“One thing happened that I thought was funny,” says Rogan. “I made a run of a hundred jeans, and I made them as perfectly as I could. Which for me means essentially destroying the fabric, to the point where if you wear them for a month, they’ll disintegrate. And I literally sold them out in a week. And they’ll completely disintegrate. You wear them for a couple of weeks and go out one night and there’ll be a giant tear. I mean, it’s embarrassing. I was surprised that people would pay that amount of money for something that literally falls apart.”
At one point, I spoke to a 39-year-old musician who had lived briefly in Park Slope and then fled, largely because of the prevalence of exactly the kind of person who would buy jeans designed to fall apart in a month. This musician is old school in his fashion tastes—which is to say, one day he came to a point where he pulled that old concert T-shirt from his dresser and thought, Yeah, I just can’t pull this off anymore. (For me, this moment came with a thrift-store T-shirt with QUALITY PLASTIC SUPPLIES decaled across the chest.) These days, though, especially in New York, there just aren’t many people saying I just can’t pull this off anymore.
“If really hard-pressed, I would admit that I actually own a Clash T-shirt that I got from that last Clash tour,” the musician told me. “But I don’t wear it! And I’m certainly not going to wear it under an Armani black blazer. I even remember meeting this guy who was around my age, who was wearing an expensive blazer, and on the lapel was a London Calling button. Who the fuck wears that? That’s what I wore when I was 18 in art school! And you’re the same age as me? And you’re wearing it again?” He pauses, then adds, “And you know what? Giving your kid a mohawk is fucked up, too.”
The Grup Children, or Daddy, Please
Turn That Music Down
Here’s the bad news about kids: They’re not cool. Especially little kids. Like, 2-year-olds? Forget it. Left to their own devices, they don’t dress well, they have no sense of style, and frankly, their musical taste sucks.
Here’s the good news about kids: They’re defenseless. So if you want to put a Ramones T-shirt on your 2-year-old, you don’t need his permission. All you need is for someone to have the great idea to make a 2-year-old-size Ramones T-shirt. (And trust me—someone’s had that idea.) And if you want to play the Strokes for your 4-year-old son, what’s he going to do? I’ll tell you what—he’s going to learn to love the Strokes.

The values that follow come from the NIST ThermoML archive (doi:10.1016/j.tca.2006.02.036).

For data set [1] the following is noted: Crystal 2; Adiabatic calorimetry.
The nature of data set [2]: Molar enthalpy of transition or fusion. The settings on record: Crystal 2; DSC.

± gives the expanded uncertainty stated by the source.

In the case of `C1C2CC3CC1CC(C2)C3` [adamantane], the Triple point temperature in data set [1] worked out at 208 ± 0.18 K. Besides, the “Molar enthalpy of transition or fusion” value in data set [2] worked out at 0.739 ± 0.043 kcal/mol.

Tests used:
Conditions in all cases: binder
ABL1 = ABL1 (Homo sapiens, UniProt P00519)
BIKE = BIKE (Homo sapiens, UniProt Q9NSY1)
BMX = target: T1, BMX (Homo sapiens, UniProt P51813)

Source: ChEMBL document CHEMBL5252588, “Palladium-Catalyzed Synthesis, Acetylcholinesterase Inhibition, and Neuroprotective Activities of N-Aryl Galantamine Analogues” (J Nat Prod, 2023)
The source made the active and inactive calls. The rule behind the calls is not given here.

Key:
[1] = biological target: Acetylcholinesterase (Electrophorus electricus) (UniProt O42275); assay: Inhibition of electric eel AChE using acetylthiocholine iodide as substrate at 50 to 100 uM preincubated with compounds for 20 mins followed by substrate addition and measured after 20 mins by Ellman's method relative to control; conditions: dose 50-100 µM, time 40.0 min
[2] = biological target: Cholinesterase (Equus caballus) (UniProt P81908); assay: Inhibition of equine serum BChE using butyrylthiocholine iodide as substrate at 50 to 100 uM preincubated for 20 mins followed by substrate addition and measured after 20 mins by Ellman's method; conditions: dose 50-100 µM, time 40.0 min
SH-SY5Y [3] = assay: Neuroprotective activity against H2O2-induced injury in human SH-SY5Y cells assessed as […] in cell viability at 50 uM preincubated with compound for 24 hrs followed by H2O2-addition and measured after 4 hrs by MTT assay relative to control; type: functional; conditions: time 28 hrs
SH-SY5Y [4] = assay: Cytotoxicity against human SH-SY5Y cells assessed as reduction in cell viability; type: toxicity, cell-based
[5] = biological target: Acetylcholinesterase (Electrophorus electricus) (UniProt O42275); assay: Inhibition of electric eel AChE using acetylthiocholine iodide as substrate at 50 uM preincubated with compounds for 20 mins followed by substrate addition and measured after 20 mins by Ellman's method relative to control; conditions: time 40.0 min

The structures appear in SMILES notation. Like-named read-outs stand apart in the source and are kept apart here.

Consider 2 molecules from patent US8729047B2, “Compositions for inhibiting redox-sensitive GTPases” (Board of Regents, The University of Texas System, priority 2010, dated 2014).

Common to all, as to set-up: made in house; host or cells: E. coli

“My son seems to like the Hives a lot,” says Neal Pollack, the author of the forthcoming memoir Alternadad: The True Story of One Family’s Struggle to Raise a Cool Kid in America, of his 3-year-old son, Elijah, and the raucous Swedish fivesome the Hives. “I mean, he doesn’t know who they are. He calls it ‘thunder music’ when I put it on. He gets very excited by that. That makes me sort of proud.”
For a Grup, professional success is measured not by how many employees you have but by how much freedom you have to walk, or boogie-board, away.
See, Grups aren’t afraid of parenting. Grups don’t avoid having kids. Grups love kids. In part, though, this is because Grups find kids to be perfect little Mr. Potato Head versions of themselves. Of course, there’s more to Grup parenting than simply molding your kid’s tastes. You must be vigilant that you don’t grow up and become uncool yourself. “I recognize that changes and sacrifices are necessary. I do occasionally wake up before nine these days,” says Pollack of parenthood. “But I didn’t want to lose touch with the world’s cultural progress. I didn’t want to freeze myself in time.” So instead of playdates, Pollack invites other cool dads and their kids over for playing (kids), beers (dads), and sampling new CDs (everyone). Or he packs up his toddler for the Austin City Limits Music Festival. Though that plan didn’t work so well. “It was really hot and crowded,” he says. “And the music sucked.” His son apparently concurred.
Pollack’s philosophy, when you hear him talk about it, makes a lot of sense, at least at first. “Mainstream American adulthood is so narrowly defined, it’s only natural that people who have time and leisure to think about it are going to rebel against it.” Yes, of course, why not? “We want to be good parents. We want to love our kid and raise our kid up properly, with decent values.” Right on! “But we don’t want our lives to become nothing but Mommy & Me classes.” Who would? Fuck Mommy & Me!